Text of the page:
Over the past 20 years, “Best Play” Tony Awards and Pulitzer Prizes have increasingly gone to scripts inspired by hot headlines or infused with hip trends in postmodern stagecraft. Vermont companies have put on polished productions of The History Boys (2006 Tony), Doubt (2005 Pulitzer), Well (many 2004 “Best of” lists) and Prelude to a Kiss (nominated for the 1990 Tony and 1991 Pulitzer). But the stories themselves? Lavishly lauded by picky New York critics, these “emperors” aren’t exactly naked. But they do appear shockingly underdressed in the basics, such as effective plot and character development.
What a difference a decade makes. In 1980, great storytelling and compelling characters earned playwright Lanford Wilson his plaudits (and the Pulitzer) for Talley’s Folly. At St. Michael’s Playhouse, Wilson’s winsome two-person play demonstrates the staying power of a moving tale well told. Director Kenneth Kimmins and his compatible pair of actors nicely render the script’s sweet mix of comedy, romance and drama.
Talley’s Folly is essentially one long conversation between Matt Friedman and Sally Talley, at an old riverside boathouse on her family’s rural Missouri property. The play unfolds in a 97-minute scene — Matt keeps track on his pocket watch — as sunset fades into twilight on July 4, 1944. Matt has come from St. Louis to declare his love for Sally.
The couple had an intense, week-long romance the previous summer, when the fortysomething Jewish accountant was vacationing in the area. There are several obstacles, however, to resuming a relationship. Sally’s brother Buddy expresses the family’s view, greeting “communist infidel” Matt’s return with a double-barreled shotgun. More vexing, and difficult to overcome, is Sally’s own resistance. Matt has been writing her daily letters, which go unanswered. When he tried to see her at the hospital where she works, she hid in the kitchen to avoid him.
So Matt kicks into Sherlock Holmes mode, complete with detective’s notepad, and presses Sally to state why she would reject him specifically, or marriage in general. “I can take no for an answer,” he says. “I can’t take evasion; I can’t take ‘I’m scared.’” Thirtysomething Sally turns the tables to ask why Matt isn’t married. Each evades the other’s questions for as long as possible.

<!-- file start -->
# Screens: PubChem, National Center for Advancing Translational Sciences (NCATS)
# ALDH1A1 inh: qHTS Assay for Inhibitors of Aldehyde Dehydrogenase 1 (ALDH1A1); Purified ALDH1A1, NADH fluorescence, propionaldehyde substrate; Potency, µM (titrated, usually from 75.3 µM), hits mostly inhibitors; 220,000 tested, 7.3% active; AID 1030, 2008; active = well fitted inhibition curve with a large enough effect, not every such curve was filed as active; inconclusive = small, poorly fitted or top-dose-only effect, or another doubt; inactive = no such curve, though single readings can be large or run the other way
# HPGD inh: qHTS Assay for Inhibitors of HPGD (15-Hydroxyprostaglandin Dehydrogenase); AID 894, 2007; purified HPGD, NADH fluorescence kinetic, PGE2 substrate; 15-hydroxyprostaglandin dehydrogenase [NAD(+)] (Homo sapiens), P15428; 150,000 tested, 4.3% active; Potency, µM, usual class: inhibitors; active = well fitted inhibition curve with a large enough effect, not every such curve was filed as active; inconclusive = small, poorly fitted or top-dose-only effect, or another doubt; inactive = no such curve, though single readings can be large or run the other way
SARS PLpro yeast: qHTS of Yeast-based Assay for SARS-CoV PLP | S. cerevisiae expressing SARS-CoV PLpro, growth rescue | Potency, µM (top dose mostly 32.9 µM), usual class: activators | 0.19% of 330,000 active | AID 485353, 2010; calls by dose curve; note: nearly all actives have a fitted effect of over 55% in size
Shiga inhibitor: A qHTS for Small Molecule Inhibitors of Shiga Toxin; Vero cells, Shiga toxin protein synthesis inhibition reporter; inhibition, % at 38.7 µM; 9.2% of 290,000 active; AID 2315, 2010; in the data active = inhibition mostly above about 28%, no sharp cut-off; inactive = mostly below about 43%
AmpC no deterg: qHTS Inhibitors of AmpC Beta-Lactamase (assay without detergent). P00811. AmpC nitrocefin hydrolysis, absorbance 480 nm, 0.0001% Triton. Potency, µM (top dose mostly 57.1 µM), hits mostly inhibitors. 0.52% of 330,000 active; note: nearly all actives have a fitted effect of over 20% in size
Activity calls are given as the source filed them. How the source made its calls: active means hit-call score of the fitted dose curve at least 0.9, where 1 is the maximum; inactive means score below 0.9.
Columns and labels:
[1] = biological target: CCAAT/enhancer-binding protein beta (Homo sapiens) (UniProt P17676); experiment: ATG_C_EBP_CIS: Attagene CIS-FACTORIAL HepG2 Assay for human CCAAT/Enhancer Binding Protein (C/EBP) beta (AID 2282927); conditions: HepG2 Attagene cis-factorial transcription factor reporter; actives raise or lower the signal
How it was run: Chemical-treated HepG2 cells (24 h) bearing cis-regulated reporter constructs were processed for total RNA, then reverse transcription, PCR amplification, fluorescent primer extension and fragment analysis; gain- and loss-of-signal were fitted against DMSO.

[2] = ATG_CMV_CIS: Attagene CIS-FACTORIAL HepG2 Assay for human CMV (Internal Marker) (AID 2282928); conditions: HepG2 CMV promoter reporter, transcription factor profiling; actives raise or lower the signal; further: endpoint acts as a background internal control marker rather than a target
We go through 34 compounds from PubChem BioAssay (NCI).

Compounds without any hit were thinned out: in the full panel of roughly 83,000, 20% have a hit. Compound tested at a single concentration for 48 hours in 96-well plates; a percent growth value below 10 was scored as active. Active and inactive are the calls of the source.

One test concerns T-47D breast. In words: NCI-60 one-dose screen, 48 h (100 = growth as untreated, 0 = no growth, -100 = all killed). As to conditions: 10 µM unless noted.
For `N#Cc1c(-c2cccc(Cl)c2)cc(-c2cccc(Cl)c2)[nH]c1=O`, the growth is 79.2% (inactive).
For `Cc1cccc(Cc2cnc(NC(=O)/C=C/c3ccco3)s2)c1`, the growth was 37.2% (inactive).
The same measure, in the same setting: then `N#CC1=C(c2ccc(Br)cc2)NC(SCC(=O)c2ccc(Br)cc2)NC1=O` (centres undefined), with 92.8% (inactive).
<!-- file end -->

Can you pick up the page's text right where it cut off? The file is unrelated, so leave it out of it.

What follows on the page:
The aging boathouse where the couple meets is Uncle Whistler’s “folly,” a fanciful, impractical confection of Victorian woodwork. Most townsfolk thought Sally’s uncle was crazy for building it. But she defends his willing defiance of convention. “He did exactly what he wanted to do. He was the healthiest member of the family.” The question is: Will either Matt or Sally have the same courage?
John Patrick Hayden’s Matt is a charming jumble of earnest mensch, awkward goof and ardent lover. Hayden’s outward appearance — bearded, bespectacled, round-shouldered — suggests a self-effacing accountant. But he also captures Matt’s moxie, the spine it takes to withstand Sally’s relentless, unexplained rejection. His eyes flash with humor or bravery; they focus vigilantly on the object of his affection, reflecting more concern for her welfare than his own.
Abby Lee shows how torn Sally feels by the deep, inner conflict she conceals for most of the play. Lee gives her character the proud, graceful carriage of a well-heeled Southern woman, animated by Sally’s feisty intelligence and wit. But she also shows how it saps Sally’s physical energy to keep pretending she wants Matt to go away. Lee manifests this strain on her face and in her eyes, which dull as Sally’s urge to fight wanes.
Hayden and Lee mesh beautifully as the odd, star-crossed couple. The production’s only minor flaw is that Lee’s voice does not project as forcefully as Hayden’s. This makes it harder to hear Sally’s dialogue at certain points in the play.
Scenic designer James Wolk gives imaginative Uncle Whistler a run for his money. The elaborate, multilevel boathouse “folly,” in weathered gray and white painted wood, sprawls across the wide stage. A large porch with a swing forms the principal playing area, and a flight of steps leads to an upper gazebo. Details abound: cupolas, latticework, aging boats and nautical bric-a-brac.
Director Kimmins uses every part of the set thoughtfully. The actors’ movements flow naturally from the action of the play. Lighting designer Jeffrey E. Salzberg enhances the atmosphere with beautiful effects. Moonlight filters through trees and glistens on the gently rippling river.
Of course, there is no river; there are no trees. It’s all stagecraft. Matt opens the play with the house lights up, warning the audience there will be no intermission. But he and Sally soon draw you into their story. It’s easy to forget you’re in a theater by the time Matt says, “Once in your life you risk something. At least you will know that you did what you could.” And it’s easy to see connections to your own life; playwright Wilson has made you believe.